An increasing number of people are abandoning their old radios and listening to their favourite stations via the internet
16.9 million adults in Britain now say that they have listened to the radio via the web, according to the latest survey from Radio Joint Audience Research (Rajar). The study also found that the number using personalised jukeboxes, such as Last.fm, Spotify or MyClassicfm, had risen by a million in the past nine months to four million.
The research, entitled “Measurement of Internet Delivered Audio Services”, polled 1,153 respondents during May, a month before the Government issued its Digital Britain report, which pledged that by 2012 there would be broadband for all at a minimum speed of two megabits per second and that by 2015, FM and AM would be switched off in favour of DAB radio.
However, with the many problems that may besiege digital radio switchover, couldn’t internet radio be the solution everyone has been looking for, especially if the Government achieves its “broadband for all” ambition?
DAB now accounts for 12.7 per cent of all radio listening, and although internet radio lags behind at just 2.2 per cent, more and more devices, from mobile phones to stereos, are now connected to the internet.
Here we highlight some of the stations that are leading the internet revolution, and the best radios for tuning into online music away from your computer.
Yahoo!’s internet radio service allows you to listen to more than 250 radio stations through your browser window. Offers an eclectic mix of tracks, ranging from current chart-toppers to R&B, indie rock or Latin pop.
Not a radio station in the traditional sense of the word, Sound Transit is more like an audio journey. Choose a start point and end point from a list of countries, and the number of “stopovers” along the route, then listen as you’re taken on a musical voyage across the globe.
One of the most comprehensive internet radio directories available, Live365 makes it incredibly easy to find the music that suits your taste. You can search by song type and genre, or take a lucky dip pick from the site’s list of daily recommendations.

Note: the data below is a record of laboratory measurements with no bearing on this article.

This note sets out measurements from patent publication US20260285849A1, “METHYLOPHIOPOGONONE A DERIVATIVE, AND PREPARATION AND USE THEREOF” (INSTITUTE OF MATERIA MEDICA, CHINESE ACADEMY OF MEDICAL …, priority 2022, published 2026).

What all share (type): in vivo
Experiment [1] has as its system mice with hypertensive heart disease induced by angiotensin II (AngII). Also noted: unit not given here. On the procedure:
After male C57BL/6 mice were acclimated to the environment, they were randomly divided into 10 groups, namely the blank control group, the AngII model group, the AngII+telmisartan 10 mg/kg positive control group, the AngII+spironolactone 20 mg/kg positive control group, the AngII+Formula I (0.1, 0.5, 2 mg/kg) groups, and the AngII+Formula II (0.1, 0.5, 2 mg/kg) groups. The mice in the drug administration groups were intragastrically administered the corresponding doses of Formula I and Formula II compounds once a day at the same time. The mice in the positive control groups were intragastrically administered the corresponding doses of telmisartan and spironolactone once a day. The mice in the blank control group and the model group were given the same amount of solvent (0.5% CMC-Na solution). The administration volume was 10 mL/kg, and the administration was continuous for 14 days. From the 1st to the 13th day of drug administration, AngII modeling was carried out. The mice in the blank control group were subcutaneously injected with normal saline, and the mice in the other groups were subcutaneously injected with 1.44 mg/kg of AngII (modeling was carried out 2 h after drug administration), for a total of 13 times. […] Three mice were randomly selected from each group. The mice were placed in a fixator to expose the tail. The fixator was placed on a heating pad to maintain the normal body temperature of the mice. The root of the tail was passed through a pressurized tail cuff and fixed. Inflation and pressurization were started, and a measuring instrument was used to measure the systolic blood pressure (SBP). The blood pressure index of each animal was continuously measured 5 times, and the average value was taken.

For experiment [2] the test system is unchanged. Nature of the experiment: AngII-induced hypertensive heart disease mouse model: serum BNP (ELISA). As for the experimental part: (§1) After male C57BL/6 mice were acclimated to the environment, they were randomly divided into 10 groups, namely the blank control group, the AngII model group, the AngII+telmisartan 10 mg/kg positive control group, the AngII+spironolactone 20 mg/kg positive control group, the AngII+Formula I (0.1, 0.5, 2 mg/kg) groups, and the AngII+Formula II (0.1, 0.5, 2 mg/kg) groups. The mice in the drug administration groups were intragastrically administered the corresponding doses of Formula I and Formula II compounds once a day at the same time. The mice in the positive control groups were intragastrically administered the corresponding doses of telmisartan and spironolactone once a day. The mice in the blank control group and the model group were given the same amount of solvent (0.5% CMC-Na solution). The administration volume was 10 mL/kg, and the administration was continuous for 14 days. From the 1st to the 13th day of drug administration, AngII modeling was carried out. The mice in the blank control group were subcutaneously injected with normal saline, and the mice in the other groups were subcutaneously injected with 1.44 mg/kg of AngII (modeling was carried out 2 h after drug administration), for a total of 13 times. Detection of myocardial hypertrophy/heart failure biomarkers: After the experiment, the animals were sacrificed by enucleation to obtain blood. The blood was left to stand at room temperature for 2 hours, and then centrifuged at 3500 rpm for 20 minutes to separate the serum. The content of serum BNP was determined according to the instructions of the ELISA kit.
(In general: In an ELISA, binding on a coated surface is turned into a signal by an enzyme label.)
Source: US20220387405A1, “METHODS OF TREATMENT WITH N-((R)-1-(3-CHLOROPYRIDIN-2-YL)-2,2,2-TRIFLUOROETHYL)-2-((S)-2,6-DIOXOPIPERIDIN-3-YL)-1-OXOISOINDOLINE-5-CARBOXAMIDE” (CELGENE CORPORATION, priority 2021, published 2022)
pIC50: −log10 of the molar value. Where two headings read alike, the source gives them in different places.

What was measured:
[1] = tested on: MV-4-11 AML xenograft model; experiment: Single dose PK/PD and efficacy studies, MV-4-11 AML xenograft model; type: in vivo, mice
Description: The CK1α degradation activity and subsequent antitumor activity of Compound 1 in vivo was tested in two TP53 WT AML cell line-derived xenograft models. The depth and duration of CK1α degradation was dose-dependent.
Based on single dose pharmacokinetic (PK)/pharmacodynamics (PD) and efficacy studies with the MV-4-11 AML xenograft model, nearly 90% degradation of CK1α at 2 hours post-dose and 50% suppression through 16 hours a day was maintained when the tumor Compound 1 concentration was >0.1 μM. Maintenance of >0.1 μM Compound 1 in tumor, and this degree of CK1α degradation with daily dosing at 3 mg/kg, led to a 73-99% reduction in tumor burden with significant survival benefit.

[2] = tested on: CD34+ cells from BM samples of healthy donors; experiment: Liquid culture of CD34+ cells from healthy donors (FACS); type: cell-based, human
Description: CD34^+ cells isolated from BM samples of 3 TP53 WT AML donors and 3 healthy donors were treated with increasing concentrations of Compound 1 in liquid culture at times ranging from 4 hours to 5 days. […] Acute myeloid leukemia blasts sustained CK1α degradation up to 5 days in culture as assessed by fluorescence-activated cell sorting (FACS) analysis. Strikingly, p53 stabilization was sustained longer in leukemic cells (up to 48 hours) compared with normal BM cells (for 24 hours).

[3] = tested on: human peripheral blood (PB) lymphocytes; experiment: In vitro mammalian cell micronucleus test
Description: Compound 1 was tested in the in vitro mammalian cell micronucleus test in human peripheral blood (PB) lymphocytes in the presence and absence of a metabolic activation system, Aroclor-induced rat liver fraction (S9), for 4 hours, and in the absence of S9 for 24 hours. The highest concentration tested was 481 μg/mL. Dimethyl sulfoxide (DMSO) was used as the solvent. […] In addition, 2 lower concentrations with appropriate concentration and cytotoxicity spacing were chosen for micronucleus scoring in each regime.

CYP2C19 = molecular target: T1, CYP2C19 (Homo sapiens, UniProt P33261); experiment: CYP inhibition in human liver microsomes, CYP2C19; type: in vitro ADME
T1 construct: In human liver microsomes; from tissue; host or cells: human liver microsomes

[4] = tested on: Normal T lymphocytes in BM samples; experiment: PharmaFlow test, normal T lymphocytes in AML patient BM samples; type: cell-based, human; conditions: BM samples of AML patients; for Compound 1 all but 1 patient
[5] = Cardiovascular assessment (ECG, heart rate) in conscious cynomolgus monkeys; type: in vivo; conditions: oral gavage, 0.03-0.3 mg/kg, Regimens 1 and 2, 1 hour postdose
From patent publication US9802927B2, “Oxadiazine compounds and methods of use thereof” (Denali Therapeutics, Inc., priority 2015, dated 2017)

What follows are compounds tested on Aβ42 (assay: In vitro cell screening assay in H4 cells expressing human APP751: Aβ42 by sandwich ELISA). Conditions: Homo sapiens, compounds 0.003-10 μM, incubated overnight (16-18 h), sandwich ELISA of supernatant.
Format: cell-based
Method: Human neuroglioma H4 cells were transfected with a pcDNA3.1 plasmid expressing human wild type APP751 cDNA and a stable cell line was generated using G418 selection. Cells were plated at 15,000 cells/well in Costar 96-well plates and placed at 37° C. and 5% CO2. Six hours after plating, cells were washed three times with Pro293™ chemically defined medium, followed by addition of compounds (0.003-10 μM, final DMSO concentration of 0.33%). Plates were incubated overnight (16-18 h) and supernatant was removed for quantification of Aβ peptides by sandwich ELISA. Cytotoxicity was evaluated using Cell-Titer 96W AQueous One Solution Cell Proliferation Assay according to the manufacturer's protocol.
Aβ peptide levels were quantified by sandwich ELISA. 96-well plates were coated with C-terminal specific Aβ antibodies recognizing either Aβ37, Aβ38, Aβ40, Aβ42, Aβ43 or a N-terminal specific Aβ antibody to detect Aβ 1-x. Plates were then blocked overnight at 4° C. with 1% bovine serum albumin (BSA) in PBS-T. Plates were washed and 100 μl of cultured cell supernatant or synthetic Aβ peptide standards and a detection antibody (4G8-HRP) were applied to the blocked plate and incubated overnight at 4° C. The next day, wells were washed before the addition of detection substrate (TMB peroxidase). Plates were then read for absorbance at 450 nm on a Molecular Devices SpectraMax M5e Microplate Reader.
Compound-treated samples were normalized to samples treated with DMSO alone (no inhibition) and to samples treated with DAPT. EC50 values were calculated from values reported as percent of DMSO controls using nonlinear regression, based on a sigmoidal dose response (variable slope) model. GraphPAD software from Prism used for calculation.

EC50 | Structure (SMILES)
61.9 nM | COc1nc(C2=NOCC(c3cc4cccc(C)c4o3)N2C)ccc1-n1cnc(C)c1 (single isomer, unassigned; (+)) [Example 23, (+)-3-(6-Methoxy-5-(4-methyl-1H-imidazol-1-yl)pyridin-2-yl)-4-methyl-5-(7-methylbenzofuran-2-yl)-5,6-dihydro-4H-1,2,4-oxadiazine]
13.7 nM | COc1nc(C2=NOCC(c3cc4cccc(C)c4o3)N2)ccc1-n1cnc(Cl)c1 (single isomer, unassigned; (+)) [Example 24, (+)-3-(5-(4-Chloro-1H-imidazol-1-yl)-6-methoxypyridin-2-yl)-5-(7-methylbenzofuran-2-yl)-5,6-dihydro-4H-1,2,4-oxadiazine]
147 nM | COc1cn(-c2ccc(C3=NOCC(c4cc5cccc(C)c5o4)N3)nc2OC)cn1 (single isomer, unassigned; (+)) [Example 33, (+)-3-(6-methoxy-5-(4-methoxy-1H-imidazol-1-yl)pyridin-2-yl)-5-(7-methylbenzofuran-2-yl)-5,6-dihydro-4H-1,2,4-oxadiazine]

Choose from thousands of songs to build customised playlists – you can use Spotify free if you agree to listen to an advert every 20 minutes or so, or pay £9.99 per month for ad-free music. Exceptionally easy to use and with a very good selection of music, Spotify is fast becoming a favourite for dinner parties and barbecues. If you want to listen to Spotify on your home stereo, invest in an Apple AirPort Express Base station (£79, Mac and PC compatible, apple.com/uk) and hook it up to your speakers. Install a piece of software called Airfoil on your Mac or PC (www.rogueamoeba.com/airfoil, £18 to buy, free to try), and you’ll be streaming internet radio, including Spotify, through your hi-fi in no time.
The gentle sounds of the dawn chorus proved a huge hit with listeners, with more than half a million people tuning in every day to listen to a looping track of bird song. There was a public outcry when the station disappeared from the airwaves last month, but it’s back, available online through its own internet radio station. You can even buy a CD of chirruping and tweeting.
A wonderful way to expand your scientific and philosophical knowledge. The hosts Jad Abumrad and Robert Krulwich tackle some of the big questions in science and human experience, and attempt to help their listeners to expand their mind, and think about these topics in more detail on their own. An accessible show that manages to both make you laugh, and make you think.